Unintended Consequences – Intended Use
- Hybrid Assignments, the Consequences - February 7, 2019
- Bankers Concerned About Appraisals - October 18, 2017
- Third Party Blues - July 19, 2017
Intended use must be clearly stated in the report.
INTENDED USE: the use or uses of an appraiser’s reported appraisal, appraisal review, or appraisal consulting assignment opinions and conclusions, as identified by the appraiser based on communication with the client at the time of the assignment.
There can be many intended uses for one appraisal. We all understand that. An appraiser can, theoretically, complete an appraisal on an REO to find a reasonable marketing price and that same report can, theoretically, be used for mortgage purposes.
Great! Two birds; one stone.
But, if you utilize the Fannie Mae 1004 you have only one intended use.
From the 1004:
INTENDED USE: The intended use of this appraisal report is for the lender/client to evaluate the property that is the subject of this appraisal for a mortgage finance transaction.
When you have others such as HUD asset management companies or other AMCs, including Fannie Mae themselves, utilizing the form for a different intended use, it creates a USPAP compliance problem for the appraiser.
It is essential that appraisers develop and communicate their analyses, opinions, and conclusions to intended users of their services in a manner that is meaningful and not misleading.
From Statement on Standards #9:
Disclosure of the Intended Use in an Appraisal, Appraisal Review, or Appraisal Consulting Report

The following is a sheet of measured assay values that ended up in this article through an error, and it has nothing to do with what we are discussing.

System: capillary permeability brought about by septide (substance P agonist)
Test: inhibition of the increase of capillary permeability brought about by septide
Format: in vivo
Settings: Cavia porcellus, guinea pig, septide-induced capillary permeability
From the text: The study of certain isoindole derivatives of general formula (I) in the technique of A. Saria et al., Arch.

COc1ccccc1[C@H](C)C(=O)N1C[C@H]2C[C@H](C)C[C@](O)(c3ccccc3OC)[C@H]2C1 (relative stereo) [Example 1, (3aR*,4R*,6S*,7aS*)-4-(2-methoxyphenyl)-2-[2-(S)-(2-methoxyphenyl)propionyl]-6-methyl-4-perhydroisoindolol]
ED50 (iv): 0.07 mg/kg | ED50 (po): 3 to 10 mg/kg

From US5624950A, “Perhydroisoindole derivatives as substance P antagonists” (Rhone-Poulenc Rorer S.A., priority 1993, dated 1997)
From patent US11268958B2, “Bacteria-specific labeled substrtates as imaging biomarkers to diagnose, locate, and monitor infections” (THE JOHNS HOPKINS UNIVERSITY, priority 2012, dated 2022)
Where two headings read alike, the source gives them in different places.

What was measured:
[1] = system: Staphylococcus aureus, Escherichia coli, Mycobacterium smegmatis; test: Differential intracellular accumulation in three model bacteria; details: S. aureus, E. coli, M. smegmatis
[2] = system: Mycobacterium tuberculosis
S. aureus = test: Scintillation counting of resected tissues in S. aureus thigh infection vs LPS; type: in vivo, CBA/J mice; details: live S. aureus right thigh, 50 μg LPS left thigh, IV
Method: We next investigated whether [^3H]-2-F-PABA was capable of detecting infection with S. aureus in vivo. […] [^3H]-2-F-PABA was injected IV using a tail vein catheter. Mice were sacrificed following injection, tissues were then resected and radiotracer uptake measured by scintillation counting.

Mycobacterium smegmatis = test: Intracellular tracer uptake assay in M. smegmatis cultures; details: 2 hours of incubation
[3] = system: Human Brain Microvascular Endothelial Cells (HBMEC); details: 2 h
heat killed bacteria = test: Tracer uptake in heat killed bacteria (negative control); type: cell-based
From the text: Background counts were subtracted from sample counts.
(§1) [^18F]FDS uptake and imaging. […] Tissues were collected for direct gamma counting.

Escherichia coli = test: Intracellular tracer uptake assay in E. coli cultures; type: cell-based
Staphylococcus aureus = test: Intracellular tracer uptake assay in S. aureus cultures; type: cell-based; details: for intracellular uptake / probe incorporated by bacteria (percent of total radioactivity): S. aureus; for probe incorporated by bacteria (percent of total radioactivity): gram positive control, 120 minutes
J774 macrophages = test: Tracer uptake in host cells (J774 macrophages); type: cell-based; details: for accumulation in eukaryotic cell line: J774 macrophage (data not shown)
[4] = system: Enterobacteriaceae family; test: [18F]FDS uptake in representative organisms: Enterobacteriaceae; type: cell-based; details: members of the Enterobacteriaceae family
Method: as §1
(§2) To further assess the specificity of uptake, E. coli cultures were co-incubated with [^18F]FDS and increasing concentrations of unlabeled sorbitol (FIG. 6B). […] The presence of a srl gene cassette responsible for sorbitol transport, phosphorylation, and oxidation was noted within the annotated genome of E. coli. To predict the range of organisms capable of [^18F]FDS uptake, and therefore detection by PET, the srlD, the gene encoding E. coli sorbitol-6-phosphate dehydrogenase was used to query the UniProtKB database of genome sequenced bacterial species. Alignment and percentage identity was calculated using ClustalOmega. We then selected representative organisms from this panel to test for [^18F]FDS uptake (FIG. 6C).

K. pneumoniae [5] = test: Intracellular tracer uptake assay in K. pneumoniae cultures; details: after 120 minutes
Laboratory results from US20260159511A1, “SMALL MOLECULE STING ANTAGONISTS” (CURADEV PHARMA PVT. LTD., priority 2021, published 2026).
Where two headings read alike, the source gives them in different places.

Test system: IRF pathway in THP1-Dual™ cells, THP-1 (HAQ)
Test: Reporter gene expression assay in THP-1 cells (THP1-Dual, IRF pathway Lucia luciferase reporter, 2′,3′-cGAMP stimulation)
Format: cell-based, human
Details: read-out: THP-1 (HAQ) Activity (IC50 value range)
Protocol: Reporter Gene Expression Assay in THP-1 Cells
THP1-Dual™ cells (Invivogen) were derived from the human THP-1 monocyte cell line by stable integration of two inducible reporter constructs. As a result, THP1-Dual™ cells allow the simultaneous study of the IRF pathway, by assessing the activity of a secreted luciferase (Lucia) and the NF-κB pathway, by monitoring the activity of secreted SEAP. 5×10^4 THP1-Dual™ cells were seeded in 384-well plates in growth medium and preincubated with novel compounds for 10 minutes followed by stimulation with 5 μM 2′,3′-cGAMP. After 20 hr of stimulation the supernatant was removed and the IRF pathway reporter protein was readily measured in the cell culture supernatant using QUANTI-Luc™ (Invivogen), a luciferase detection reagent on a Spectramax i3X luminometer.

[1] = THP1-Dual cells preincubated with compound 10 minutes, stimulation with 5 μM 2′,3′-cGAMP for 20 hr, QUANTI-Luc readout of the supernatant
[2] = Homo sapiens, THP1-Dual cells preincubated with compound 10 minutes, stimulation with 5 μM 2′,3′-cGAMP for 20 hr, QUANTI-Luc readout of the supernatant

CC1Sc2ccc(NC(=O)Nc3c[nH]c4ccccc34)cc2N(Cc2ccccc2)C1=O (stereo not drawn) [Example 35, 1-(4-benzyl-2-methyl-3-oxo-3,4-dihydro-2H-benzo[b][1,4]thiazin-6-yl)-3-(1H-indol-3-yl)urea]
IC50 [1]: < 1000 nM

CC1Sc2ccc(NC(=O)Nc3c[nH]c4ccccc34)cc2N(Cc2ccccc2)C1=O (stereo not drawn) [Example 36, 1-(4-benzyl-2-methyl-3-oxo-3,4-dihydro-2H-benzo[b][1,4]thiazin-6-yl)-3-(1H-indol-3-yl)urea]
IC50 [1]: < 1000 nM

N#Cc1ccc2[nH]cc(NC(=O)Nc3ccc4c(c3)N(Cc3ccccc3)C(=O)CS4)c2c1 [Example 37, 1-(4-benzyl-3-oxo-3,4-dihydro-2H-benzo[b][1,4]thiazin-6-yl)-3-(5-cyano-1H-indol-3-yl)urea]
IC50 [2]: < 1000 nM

An appraiser can avoid misleading parties in possession of an appraisal, appraisal review, or appraisal consulting report by clearly identifying the intended use in the report and stating that other uses are not intended. For example, a statement similar to the following may be appropriate:
This report is intended only for use in (describe the use). This report is not intended for any other use.
The intended use description provided in the statement must be specific to the assignment.
While Fannie Mae can certainly claim ownership of the form, they still can’t add a silent, additional intended uses based on form ownership. The easy answer is for Fannie to fix their own form. Offer intended use options. But then, Fannie doesn’t allow tweaks to their existing certifications.
Ironic, isn’t it?
All intended uses must be clearly stated in the report. That’s in stone. If this applies to Fannie, then it certainly applies to everyone else piling on that bandwagon.
Expediency isn’t an excuse, is it?
Illinois Appraiser Newsletters, Volume October 2011
I had performed a (non real estate) personal property appraisal for a group of maritime assets for the client’s intended use of due diligence for prospective purchase. There was only one intended user (owners representative) named on the reports. Subsequently one year later apparently after the company made an acquisition of most of those assets, a tax accounting firm contacted my firm and told me they are auditing the workfile to form an irs basis for value. Permission from the client was obtained directly and granted to share the data and workfile, although The intended use of the report was not for tax purposes but for negotiation and due diligence to make a purchase of the assets. Now it appears the negotiation tool (the restricted appraisal reports) are now being used to form a value basis for taxation purposes. It was never disclosed what the actual acquisition price was for each asset. Would this unintended use of the restricted appraisal report from an unintended user constitute a violation of USPAP and if so without the report being copyrighted is there any defense or recourse the appraiser can enforce? How in your opinion should this have better been handled or what would you do in this case?
Are valuations able to be copyrighted?
This link appears to offer some insight here: